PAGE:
Saturday, August 19, 2006

A Useful Skeptic

Jack Shafer of the online magazine Slate has been a longtime, thoughtful, and valuable skeptic about numbers often bandied about in the media -- numbers pertaining to matters such as the incidence of "meth" use, child kidnapping, the accuracy of various kinds of putative "deception detectors," and the like. His most recent article More Mythical Numbers (August 16, 2006) further documents the lack of documentation for estimates of the number of victims of human trafficking.

Keep it up Jack!

As I recall, Shafer was equally skeptical of inflated claims about:

  • hunger in America

  • One Massachusetts organization managed to get such figures very high by defining (it told me) "hungry children in Massachusetts" with the number of children in Massachusetts who experienced two or more "episodes of hunger" in a given calendar year.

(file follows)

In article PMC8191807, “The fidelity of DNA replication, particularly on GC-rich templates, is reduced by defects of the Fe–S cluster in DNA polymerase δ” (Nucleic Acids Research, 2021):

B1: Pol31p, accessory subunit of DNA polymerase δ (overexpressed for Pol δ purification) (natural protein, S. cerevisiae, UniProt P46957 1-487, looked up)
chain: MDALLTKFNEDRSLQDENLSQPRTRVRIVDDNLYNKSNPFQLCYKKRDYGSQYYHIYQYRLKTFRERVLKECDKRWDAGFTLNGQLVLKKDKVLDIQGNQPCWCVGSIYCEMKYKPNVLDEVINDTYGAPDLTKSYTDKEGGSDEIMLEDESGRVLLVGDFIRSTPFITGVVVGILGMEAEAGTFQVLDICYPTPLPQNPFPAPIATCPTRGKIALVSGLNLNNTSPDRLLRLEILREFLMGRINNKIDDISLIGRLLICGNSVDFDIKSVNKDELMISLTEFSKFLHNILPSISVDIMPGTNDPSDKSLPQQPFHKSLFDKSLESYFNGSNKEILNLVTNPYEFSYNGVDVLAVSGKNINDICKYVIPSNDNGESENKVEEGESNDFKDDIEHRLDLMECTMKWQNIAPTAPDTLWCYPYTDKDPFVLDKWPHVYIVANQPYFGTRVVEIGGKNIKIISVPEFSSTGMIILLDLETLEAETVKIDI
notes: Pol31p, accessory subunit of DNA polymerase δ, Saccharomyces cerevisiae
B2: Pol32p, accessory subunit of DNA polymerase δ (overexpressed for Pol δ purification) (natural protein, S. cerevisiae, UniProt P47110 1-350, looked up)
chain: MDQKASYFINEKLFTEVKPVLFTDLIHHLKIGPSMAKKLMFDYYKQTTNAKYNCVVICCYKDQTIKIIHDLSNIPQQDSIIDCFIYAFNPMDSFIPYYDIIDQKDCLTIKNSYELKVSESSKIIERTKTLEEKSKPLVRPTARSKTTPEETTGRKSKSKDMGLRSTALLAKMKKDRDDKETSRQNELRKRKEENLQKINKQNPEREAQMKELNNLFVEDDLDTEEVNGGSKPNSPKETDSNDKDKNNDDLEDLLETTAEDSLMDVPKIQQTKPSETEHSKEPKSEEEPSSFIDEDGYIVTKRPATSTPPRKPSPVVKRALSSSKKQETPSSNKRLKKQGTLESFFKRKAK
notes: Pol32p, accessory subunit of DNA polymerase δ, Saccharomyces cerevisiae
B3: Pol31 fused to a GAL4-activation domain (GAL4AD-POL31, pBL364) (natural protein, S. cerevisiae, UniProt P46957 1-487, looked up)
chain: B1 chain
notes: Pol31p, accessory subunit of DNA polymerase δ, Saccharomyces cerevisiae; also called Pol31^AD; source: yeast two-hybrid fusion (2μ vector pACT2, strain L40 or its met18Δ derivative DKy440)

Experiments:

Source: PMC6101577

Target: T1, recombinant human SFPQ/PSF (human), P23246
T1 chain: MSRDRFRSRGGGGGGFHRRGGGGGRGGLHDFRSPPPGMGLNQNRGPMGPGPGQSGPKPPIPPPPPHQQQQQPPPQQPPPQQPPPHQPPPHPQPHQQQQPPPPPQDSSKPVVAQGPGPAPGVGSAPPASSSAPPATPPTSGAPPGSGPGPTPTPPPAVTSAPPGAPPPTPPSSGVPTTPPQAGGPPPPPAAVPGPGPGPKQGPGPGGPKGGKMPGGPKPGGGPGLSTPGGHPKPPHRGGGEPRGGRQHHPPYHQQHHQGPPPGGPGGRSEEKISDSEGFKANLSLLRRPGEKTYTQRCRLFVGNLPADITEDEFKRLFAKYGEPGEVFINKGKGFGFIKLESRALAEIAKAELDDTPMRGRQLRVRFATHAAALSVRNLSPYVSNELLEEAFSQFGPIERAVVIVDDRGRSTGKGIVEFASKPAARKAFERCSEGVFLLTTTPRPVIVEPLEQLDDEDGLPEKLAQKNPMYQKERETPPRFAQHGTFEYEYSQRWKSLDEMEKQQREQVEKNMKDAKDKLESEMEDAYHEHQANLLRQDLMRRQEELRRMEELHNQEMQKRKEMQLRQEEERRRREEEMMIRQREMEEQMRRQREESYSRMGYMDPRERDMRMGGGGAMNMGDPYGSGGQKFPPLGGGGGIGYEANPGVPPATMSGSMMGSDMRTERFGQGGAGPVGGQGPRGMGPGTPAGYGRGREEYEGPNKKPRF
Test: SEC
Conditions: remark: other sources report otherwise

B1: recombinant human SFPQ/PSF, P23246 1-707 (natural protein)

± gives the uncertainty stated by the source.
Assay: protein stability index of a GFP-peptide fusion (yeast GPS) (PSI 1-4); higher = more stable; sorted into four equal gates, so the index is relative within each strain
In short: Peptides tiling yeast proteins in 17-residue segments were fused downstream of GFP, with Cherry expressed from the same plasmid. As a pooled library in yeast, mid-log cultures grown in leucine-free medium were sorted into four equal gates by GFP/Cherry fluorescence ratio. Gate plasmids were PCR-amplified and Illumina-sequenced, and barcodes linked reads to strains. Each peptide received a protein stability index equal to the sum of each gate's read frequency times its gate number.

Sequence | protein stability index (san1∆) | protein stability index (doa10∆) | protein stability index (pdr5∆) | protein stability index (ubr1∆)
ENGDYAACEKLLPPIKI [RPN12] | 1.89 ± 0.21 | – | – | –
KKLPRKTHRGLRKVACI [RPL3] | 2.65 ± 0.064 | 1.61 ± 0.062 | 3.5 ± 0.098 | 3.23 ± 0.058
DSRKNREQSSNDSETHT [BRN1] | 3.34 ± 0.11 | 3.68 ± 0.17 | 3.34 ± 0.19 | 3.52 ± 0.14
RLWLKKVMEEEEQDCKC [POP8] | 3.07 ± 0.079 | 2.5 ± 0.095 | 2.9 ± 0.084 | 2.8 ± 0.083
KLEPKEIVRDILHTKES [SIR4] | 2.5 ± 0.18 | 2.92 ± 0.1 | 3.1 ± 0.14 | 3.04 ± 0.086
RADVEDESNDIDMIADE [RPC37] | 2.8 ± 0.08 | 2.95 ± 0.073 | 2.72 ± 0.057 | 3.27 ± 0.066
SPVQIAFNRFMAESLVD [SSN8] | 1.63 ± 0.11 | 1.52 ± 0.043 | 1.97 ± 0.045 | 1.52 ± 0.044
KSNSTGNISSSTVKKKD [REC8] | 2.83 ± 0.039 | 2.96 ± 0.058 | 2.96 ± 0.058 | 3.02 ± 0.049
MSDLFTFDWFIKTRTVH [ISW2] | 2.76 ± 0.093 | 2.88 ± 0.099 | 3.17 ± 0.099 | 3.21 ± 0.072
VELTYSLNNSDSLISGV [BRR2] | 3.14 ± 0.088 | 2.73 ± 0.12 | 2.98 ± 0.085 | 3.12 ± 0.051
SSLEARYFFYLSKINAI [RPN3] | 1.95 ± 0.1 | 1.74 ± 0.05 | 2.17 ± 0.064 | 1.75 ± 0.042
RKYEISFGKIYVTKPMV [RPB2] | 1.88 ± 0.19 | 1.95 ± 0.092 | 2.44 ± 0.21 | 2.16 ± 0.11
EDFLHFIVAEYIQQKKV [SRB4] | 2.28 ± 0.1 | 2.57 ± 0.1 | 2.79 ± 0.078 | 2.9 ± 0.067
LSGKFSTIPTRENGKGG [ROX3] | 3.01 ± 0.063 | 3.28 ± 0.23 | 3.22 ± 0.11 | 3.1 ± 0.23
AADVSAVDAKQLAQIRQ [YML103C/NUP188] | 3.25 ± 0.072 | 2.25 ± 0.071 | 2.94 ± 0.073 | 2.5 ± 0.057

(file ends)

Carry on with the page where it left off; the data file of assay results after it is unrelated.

• child abuse in America

  • I recall that the "statistics" bandied about one year seemed to suggest that 25% or more of all children had been "abused" in any given year. Many organizations got child and wife abuse figures into the stratosphere by adopting very broad definitions of "abuse" or -- just as often -- by quoting the figures made up by some self-professed and oft-quoted "expert."
  • Bad things -- child abuse etc. -- do happen, of course. But if we want to say how often such bad things happen, let's use good numbers. So let's actually count -- carefully. And when we do count, let's be quite clear about what is being counted.